A slick, glossy multi-character soap opera set in London's airport. Burton and Elizabeth Taylor shine in this film, which was shot after CLEOPATRA but released to a panting public before the aforementioned epic left the "road show" theaters. Burton signed on to do the movie, and Taylor
kiddingly suggested she'd like to be in it as well; she was offered the role on the spot. As fog rolls in over London, the regular flight to the US has been temporarily grounded by the pea soup. Several people are desperate to get off the ground that night for various reasons. They are all
strangers, but in the time they must spend in the airport's waiting lounge, they get to know each other fast. Taylor is a fleeing wife who has left her immensely wealthy husband, Burton, to seek a new life in the US with Jourdan, her lover. She is convinced that Burton no longer cares for her and
she will not play second fiddle to anyone. She'd left him a "Dear Paul" letter. After reading it, Burton makes a beeline to the airport in the hopes of winning his spouse back. She thought that he wouldn't read the note until she was safe in the sky. In this, the first of the stories, Burton and
Taylor eventually do reconcile, but not before Burton has some agonizing moments as he contemplates how lonely his life would be without her. He comes out of his macho shell, tells her straightaway how much he adores her, and that problem is solved. But there are other woeful people seated in that
lounge. Welles (doing a fine impersonation of Welles as a middle-European film director) is in the lounge with his accountant, Miller, and his latest "discovery," Martinelli. He is a rich director who spends his time in various countries to avoid paying income taxes anywhere. If he's not out of
England by midnight, all of his money will be erased by their high taxes. Miller, a conniving accountant with Byzantine ideas, comes up with the answer. If Welles marries Martinelli, he can legally transfer his wealth to her, thus avoiding the Inland Revenue scythe. Rod Taylor is an Australian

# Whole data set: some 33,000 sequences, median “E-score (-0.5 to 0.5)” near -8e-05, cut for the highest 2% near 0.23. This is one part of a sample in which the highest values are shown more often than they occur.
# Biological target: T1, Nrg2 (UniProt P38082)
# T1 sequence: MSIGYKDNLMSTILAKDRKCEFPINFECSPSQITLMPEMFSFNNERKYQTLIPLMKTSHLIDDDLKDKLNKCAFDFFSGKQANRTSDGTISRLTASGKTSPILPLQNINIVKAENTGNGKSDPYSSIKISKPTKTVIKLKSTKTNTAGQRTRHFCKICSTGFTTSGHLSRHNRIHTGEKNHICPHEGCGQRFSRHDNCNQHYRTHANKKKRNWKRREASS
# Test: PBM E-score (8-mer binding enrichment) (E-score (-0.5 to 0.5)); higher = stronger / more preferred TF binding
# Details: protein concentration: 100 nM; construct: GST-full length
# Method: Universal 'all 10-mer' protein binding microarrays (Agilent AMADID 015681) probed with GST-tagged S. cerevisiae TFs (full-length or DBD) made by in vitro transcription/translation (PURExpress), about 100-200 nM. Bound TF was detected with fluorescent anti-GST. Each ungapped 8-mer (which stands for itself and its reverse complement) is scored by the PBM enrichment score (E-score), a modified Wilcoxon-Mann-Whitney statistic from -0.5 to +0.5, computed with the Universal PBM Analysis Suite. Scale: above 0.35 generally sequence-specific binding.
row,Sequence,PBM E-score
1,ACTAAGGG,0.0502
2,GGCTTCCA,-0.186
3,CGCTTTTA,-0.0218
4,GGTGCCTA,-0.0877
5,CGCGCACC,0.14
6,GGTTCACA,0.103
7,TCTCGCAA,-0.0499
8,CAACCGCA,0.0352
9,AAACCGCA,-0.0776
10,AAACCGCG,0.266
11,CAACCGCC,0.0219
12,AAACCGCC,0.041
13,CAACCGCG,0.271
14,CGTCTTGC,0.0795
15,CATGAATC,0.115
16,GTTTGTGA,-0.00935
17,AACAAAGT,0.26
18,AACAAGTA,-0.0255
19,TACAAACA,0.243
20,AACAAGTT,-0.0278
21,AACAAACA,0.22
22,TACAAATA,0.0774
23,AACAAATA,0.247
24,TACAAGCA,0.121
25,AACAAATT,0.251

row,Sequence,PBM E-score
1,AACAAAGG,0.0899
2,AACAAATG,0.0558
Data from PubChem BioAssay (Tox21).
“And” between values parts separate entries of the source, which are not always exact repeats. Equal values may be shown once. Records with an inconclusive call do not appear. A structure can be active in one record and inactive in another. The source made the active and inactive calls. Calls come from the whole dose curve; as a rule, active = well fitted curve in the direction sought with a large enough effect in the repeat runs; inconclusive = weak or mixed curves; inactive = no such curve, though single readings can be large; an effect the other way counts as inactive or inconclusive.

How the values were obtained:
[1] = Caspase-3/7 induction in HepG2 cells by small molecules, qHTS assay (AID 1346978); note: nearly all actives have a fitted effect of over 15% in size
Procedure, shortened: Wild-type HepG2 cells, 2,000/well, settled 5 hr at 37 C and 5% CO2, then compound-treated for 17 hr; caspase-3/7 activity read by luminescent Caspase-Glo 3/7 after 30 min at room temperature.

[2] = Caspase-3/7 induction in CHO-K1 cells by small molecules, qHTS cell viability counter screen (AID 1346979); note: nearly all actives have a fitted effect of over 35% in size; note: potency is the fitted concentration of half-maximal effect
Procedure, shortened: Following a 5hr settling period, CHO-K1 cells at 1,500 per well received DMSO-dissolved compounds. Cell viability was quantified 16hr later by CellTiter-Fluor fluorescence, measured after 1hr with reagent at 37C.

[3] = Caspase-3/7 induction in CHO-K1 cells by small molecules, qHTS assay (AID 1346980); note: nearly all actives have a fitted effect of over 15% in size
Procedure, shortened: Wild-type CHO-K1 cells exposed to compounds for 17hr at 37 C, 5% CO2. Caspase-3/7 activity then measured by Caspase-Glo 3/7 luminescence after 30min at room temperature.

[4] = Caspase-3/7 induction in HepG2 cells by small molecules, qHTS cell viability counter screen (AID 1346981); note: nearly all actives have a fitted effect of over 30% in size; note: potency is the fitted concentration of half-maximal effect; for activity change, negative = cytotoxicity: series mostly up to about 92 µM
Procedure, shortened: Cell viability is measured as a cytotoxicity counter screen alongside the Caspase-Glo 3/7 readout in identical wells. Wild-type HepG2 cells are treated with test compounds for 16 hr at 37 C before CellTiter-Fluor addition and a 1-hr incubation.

entrepreneur who must get to New York by the following day to secure financing in order to hold off a hostile takeover of his tractor manufacturing company. Smith is Rod Taylor's devoted secretary and secretly in love with him. She prevails on the rich Burton to lend Taylor the money to tide him
over. The final and most delightful of all the plots concerns Rutherford as a dotty duchess. She is in danger of losing her estate because she can't afford to keep it up. Thus she has secured a job in Florida as a social hostess so she can raise the cash. Rutherford is losing her marbles and has
to take pills to relieve her fear of flying. She is rescued from having to fly by Welles' deciding to shoot his next film on her estate and paying her in advance for the rental.
Lots of humor, especially from Rutherford in a role that won her the Best Supporting Actress Award. TV's David Frost made his film debut here as a reporter, and all of the other actors were splendid. This kind of movie, a GRAND HOTEL in a smaller space, could have been a crashing bore, but
Asquith's snappy direction and some bright lines from Rattigan's script saved the day. Filmed in England for a reasonable figure, it made scads of money wherever it was shown. While shooting, the working title was "International Hotel." Smith was excellent, and it was a toss-up as to which actress
(Taylor or Smith) would be nominated for the Oscar. Rozsa's score sounded a little too much like his music for BEN-HUR.
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- Rating: NR
- Review: A slick, glossy multi-character soap opera set in London's airport. Burton and Elizabeth Taylor shine in this film, which was shot after CLEOPATRA but released to a panting public before the aforementioned epic left the "road show" theaters. Burton signed… (more)